During our time in Delhi, we (Sourabh and I) decide to go for another adventure up in the mountains: a motorbike tour from Manali to Leh and then around Ladakh, in the beautiful mountains of Northern India.
I have wanted to learn how to ride a motorbike for a long time but this wish has always been accompanied by fear. Ever since I was a small child, my parents have always told me that it is dangerous to ride a motorbike and therefore they never allowed me to do so. This fear has remained deep within me ever since. My parents told me stories from their own personal experiences. I know, and have experienced through my work in the hospital, that riding a motorbike can be dangerous and has to be done with caution.
Despite this, I have always been fascinated with bikes, more precisely a very specific kind of bike: the Harley Davidson. I always told myself that I would ride a Harley one day and for years it has been my dream to tour South America by bike. But since I told myself many things when I was a child, I wasn’t really sure if this wish would one day become reality or just remain a dream.
I know that he is right and I really want to ride the motorbike but I think that this is simply an illusion since I have only driven a scooter once in my life and that was already a big thing for me. I still don’t know exactly how I am going to manage to drive a bike on the roads of the world’s highest mountain but deep down I know that somehow it will be okay.
The day has finally come to leave Delhi, the city with many faces, and to head towards the north of India, more precisely Manali. While leaving Delhi we take the metro, there are different compartments for women and men. I enter the one for women and what I witness there is quite amazing:
Manali is a city in the state of Himachal Pradesh, at the foot of the Himalayan mountains and it is also the starting point of the Manali – Leh highway, one of the most beautiful, scariest and highest highways worldwide. Leh is a city in the far north of India, in a region called Ladakh, which is located in the state of Jammu & Kashmir and bordered by Pakistan on the west and China on the east. Leh is famous for its strong Tibetan influence and the deserted wide areas surrounding it.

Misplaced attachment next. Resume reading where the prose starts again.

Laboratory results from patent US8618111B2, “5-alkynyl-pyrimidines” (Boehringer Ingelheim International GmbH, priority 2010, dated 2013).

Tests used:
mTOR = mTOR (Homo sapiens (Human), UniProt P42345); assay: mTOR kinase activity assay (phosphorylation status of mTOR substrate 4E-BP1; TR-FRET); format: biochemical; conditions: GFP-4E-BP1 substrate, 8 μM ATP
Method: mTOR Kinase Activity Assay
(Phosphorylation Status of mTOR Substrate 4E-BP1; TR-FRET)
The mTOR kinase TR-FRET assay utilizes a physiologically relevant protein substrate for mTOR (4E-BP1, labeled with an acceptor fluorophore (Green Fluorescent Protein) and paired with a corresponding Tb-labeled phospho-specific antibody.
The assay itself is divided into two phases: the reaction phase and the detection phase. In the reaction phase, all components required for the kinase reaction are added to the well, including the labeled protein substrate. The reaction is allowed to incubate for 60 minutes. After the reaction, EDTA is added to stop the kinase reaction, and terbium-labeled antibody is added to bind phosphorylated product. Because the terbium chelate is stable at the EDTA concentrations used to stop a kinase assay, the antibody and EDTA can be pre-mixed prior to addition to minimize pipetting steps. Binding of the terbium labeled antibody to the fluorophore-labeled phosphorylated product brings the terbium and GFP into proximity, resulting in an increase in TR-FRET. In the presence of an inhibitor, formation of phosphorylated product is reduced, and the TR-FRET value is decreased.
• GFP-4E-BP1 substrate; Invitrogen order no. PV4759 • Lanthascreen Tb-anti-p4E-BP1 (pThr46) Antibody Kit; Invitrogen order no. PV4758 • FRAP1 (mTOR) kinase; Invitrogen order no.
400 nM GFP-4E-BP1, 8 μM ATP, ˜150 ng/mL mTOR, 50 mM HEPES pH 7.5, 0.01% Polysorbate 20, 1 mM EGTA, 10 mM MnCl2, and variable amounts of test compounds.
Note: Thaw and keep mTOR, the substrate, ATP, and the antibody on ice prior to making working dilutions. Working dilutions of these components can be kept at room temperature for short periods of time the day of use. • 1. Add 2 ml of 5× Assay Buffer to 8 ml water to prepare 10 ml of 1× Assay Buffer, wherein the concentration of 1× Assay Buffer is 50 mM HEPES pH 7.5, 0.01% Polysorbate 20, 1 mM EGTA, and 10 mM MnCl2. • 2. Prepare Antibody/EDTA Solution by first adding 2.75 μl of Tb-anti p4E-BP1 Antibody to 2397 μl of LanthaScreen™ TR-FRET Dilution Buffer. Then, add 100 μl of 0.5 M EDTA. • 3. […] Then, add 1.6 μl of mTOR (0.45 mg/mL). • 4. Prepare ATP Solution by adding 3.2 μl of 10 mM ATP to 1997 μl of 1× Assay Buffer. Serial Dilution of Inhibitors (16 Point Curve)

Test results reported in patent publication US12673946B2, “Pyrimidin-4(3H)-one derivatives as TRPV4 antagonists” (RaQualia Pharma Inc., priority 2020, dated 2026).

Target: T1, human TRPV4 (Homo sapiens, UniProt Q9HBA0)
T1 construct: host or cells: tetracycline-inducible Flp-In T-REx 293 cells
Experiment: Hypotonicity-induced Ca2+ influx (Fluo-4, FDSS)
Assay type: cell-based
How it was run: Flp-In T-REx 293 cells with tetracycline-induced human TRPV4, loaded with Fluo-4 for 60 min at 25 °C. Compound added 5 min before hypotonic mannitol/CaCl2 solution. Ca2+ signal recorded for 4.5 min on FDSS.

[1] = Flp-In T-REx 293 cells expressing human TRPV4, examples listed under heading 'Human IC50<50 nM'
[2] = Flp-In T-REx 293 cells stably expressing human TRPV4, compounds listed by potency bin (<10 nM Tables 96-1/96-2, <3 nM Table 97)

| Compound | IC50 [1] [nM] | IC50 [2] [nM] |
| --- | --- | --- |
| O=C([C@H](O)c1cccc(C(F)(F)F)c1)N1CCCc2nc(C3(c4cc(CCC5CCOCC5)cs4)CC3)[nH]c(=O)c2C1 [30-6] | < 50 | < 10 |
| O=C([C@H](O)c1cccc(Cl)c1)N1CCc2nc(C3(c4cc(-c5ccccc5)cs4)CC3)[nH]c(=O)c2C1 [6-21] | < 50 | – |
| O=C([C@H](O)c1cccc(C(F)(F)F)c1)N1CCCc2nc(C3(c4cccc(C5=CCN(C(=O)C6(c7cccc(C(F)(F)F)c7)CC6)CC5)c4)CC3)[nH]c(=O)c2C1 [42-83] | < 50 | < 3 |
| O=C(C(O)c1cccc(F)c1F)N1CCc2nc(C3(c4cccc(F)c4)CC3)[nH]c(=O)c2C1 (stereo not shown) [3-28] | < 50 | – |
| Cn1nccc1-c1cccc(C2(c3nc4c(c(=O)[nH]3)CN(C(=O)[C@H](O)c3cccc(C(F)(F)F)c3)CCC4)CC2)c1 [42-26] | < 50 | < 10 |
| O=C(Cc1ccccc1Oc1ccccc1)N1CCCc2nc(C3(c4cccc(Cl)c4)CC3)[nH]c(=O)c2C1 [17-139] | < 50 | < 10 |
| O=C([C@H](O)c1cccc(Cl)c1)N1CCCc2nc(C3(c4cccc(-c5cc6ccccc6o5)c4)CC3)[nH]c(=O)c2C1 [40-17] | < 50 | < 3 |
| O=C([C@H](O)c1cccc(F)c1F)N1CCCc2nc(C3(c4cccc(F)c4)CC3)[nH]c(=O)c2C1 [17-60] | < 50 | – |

The Manali-Leh highway is 477 km long and passes over the four highest motorabale roads in the world: Rohtang La (3,978 m), Baralacha La (4,892 m), Lachulung La (5,059m) and Tanglang La (5,325m ). It is only open from March to October since in winter time the road becomes frozen, due to heavy snowfall.
Nowadays a big part of the road has been prepared by the BRO (Broad Road Organisation), which is supported by the Indian army, but there are still many parts where you are confronted with extremely narrow, steep, non-paved, flooded roads or other different obstacles which can make your journey very challenging.
When we arrive in Manali, we go to look for accommodation in a nearby village called Vashisht. It is a beautiful, small place, which is only partly accessible by car. You can reach half of the village only by foot and therefore it is extremely quiet and peaceful – you can only hear the sound of the wind, some chickens, cows and birds.
When I walk around to explore the village a little, I see that everyone is washing their clothes outside as well as their dishes, under the hot water which comes out of the hot spring. This is very convenient for the locals and the water of the hot springs is believed to have healing powers.
The bath is visited by many people throughout the day and so I also go and try it. While walking inside the women’s bath (seperate baths for men and women are mandatory), I see many women washing themselves as well as their clothes. There are two different areas, one with four pipes where hot water comes out serving as a kind of shower and the other area is the main pool where people can have a bath.
First you have to go to the shower area, sit down, wash yourself and get used to the extremely hot water. Only then are you allowed to enter the pool.
It doesn’t seem like just a dream now; no, the dream has taken a form and I can see it more clearly than ever …